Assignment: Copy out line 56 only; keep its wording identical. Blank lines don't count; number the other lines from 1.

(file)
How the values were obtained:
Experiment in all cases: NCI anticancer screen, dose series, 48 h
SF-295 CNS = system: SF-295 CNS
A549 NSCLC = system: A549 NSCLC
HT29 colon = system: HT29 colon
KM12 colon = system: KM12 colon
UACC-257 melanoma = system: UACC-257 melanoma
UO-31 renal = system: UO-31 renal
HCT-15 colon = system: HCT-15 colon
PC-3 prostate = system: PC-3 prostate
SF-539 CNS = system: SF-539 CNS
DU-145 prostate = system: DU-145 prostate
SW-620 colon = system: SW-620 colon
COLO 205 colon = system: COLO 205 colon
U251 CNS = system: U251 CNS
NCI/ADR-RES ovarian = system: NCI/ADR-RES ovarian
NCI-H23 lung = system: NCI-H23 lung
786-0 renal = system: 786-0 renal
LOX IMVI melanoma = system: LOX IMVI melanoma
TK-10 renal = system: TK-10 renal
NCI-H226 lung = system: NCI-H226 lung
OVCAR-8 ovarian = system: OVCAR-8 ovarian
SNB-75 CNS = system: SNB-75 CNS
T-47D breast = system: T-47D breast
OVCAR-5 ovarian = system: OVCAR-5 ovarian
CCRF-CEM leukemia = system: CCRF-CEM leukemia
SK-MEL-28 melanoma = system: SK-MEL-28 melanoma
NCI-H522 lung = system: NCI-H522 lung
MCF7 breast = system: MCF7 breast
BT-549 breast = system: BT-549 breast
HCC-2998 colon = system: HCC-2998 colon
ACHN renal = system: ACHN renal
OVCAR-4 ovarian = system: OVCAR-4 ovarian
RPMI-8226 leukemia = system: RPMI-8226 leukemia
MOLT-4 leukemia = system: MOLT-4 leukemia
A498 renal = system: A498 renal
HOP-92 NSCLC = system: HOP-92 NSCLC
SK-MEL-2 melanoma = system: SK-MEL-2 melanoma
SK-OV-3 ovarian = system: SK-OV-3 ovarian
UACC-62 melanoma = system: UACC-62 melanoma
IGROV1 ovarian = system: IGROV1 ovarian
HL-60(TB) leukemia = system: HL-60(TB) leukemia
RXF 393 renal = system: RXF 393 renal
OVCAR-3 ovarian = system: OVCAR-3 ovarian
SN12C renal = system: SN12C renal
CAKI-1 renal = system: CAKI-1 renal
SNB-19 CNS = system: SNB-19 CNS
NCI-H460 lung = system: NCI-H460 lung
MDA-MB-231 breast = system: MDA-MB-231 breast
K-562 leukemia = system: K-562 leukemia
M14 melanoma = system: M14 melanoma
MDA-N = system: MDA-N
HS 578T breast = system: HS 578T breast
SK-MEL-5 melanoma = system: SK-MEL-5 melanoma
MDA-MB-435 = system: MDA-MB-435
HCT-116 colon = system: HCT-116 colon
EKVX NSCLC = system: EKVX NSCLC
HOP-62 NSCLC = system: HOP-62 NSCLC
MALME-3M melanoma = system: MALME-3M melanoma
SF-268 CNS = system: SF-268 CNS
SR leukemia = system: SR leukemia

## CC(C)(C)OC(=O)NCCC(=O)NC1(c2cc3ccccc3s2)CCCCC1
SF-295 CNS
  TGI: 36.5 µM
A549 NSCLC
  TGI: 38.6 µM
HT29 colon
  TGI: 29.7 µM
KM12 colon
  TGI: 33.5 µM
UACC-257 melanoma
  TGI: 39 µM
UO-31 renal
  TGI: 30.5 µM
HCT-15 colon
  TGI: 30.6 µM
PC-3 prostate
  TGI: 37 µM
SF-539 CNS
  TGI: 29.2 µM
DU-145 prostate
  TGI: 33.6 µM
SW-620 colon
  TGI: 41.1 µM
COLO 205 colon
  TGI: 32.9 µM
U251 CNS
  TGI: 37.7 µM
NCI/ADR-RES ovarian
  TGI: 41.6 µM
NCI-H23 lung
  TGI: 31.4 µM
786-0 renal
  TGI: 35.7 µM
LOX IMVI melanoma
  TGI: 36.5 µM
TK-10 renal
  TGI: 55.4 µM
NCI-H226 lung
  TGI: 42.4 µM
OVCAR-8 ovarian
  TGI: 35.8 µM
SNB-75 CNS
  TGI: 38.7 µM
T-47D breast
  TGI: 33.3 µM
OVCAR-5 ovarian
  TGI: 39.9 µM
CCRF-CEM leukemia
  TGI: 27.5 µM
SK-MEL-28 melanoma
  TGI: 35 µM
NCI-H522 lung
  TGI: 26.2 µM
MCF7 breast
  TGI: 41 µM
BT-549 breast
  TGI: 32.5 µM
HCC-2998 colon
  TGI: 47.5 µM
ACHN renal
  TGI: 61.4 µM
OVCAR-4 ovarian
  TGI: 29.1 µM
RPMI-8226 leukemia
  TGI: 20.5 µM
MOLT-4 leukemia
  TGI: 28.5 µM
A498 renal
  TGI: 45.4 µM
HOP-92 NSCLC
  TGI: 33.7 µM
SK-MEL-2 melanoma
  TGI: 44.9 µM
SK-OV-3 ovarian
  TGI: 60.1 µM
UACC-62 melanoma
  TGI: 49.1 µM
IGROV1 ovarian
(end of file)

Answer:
HCT-116 colon = system: HCT-116 colon